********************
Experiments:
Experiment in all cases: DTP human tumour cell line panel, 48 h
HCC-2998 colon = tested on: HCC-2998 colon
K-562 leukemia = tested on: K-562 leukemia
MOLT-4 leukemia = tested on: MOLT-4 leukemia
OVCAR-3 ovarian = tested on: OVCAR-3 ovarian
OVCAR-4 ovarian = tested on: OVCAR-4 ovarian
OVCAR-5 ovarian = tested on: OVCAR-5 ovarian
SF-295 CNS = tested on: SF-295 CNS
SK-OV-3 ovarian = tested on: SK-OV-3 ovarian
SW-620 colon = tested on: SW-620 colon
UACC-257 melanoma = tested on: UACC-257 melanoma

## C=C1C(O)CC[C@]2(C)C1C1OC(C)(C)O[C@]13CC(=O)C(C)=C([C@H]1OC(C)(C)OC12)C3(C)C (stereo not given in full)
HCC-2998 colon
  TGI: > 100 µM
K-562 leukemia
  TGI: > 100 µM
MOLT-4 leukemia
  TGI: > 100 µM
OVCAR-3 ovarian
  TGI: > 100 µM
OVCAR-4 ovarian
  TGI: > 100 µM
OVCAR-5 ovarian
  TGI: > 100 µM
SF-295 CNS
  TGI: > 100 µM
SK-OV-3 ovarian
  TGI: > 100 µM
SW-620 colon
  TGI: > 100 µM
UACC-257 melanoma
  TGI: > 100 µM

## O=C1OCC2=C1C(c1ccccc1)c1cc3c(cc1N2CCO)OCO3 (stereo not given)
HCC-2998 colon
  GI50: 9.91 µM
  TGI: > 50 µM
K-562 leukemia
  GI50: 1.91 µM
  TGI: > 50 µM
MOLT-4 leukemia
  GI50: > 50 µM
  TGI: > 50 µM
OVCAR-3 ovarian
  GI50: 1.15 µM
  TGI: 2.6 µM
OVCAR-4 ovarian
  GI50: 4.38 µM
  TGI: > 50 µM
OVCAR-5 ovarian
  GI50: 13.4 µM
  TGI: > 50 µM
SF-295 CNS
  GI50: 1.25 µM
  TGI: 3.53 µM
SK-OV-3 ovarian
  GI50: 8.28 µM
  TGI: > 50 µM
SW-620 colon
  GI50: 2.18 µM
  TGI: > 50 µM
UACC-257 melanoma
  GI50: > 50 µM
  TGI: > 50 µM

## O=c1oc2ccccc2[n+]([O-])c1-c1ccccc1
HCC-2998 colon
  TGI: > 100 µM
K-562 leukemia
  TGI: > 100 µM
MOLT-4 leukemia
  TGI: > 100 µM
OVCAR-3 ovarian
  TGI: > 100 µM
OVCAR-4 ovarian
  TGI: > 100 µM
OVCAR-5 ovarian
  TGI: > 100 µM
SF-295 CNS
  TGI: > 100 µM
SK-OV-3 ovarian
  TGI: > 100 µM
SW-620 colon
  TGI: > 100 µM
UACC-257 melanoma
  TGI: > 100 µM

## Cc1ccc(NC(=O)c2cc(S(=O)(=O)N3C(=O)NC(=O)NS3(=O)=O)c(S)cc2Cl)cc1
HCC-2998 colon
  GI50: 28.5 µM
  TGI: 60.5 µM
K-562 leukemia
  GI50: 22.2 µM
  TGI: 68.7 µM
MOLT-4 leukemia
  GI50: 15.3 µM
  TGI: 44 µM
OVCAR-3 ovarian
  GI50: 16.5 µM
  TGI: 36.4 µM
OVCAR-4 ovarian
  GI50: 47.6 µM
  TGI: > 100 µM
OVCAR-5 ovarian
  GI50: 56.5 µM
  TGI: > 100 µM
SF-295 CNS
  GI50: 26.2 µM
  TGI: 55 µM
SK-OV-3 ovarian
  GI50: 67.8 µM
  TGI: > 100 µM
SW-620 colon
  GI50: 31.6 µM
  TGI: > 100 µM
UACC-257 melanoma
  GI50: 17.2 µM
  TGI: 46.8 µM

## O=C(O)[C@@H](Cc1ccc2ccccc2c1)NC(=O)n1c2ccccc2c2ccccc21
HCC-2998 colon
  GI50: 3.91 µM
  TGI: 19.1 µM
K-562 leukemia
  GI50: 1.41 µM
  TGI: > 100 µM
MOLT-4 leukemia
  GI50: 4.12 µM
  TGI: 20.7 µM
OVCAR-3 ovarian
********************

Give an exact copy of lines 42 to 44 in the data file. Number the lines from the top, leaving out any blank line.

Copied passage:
  GI50: > 50 µM
  TGI: > 50 µM
OVCAR-3 ovarian